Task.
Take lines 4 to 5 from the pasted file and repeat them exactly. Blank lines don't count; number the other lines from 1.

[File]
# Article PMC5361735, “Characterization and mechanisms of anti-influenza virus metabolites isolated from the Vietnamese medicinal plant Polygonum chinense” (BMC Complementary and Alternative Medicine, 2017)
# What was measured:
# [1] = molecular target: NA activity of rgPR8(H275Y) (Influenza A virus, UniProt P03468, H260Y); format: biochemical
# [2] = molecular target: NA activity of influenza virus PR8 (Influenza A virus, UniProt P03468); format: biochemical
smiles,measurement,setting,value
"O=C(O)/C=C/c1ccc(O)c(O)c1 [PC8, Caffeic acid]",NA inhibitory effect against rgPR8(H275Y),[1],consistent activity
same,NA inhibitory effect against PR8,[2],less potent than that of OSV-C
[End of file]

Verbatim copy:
# [2] = molecular target: NA activity of influenza virus PR8 (Influenza A virus, UniProt P03468); format: biochemical
smiles,measurement,setting,value